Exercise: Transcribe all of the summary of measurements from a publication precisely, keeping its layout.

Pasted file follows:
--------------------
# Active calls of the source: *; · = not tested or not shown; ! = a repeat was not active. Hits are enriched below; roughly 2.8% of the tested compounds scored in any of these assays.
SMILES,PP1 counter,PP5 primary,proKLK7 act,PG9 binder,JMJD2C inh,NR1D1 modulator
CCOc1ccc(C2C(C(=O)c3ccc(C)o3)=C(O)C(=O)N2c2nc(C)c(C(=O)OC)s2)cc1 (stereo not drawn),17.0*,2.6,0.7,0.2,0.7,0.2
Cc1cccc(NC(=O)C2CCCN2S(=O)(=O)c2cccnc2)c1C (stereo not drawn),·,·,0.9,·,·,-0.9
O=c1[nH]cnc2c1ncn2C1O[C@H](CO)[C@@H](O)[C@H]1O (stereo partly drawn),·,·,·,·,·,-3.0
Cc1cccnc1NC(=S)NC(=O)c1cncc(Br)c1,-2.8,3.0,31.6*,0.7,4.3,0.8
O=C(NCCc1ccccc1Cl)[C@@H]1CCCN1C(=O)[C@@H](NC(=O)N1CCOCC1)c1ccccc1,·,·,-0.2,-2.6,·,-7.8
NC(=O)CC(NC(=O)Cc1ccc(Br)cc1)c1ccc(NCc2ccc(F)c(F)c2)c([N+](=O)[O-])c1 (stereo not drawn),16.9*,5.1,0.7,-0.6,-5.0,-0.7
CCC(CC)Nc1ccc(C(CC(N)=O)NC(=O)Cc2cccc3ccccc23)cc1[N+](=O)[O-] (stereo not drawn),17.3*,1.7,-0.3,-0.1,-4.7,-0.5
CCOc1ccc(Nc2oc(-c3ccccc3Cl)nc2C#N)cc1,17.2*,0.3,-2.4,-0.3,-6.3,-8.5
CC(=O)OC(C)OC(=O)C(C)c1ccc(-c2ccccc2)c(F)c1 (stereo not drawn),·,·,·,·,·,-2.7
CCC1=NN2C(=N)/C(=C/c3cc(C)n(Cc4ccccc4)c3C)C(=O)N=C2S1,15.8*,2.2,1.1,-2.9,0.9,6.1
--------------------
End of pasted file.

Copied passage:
# Active calls of the source: *; · = not tested or not shown; ! = a repeat was not active. Hits are enriched below; roughly 2.8% of the tested compounds scored in any of these assays.
SMILES,PP1 counter,PP5 primary,proKLK7 act,PG9 binder,JMJD2C inh,NR1D1 modulator
CCOc1ccc(C2C(C(=O)c3ccc(C)o3)=C(O)C(=O)N2c2nc(C)c(C(=O)OC)s2)cc1 (stereo not drawn),17.0*,2.6,0.7,0.2,0.7,0.2
Cc1cccc(NC(=O)C2CCCN2S(=O)(=O)c2cccnc2)c1C (stereo not drawn),·,·,0.9,·,·,-0.9
O=c1[nH]cnc2c1ncn2C1O[C@H](CO)[C@@H](O)[C@H]1O (stereo partly drawn),·,·,·,·,·,-3.0
Cc1cccnc1NC(=S)NC(=O)c1cncc(Br)c1,-2.8,3.0,31.6*,0.7,4.3,0.8
O=C(NCCc1ccccc1Cl)[C@@H]1CCCN1C(=O)[C@@H](NC(=O)N1CCOCC1)c1ccccc1,·,·,-0.2,-2.6,·,-7.8
NC(=O)CC(NC(=O)Cc1ccc(Br)cc1)c1ccc(NCc2ccc(F)c(F)c2)c([N+](=O)[O-])c1 (stereo not drawn),16.9*,5.1,0.7,-0.6,-5.0,-0.7
CCC(CC)Nc1ccc(C(CC(N)=O)NC(=O)Cc2cccc3ccccc23)cc1[N+](=O)[O-] (stereo not drawn),17.3*,1.7,-0.3,-0.1,-4.7,-0.5
CCOc1ccc(Nc2oc(-c3ccccc3Cl)nc2C#N)cc1,17.2*,0.3,-2.4,-0.3,-6.3,-8.5
CC(=O)OC(C)OC(=O)C(C)c1ccc(-c2ccccc2)c(F)c1 (stereo not drawn),·,·,·,·,·,-2.7
CCC1=NN2C(=N)/C(=C/c3cc(C)n(Cc4ccccc4)c3C)C(=O)N=C2S1,15.8*,2.2,1.1,-2.9,0.9,6.1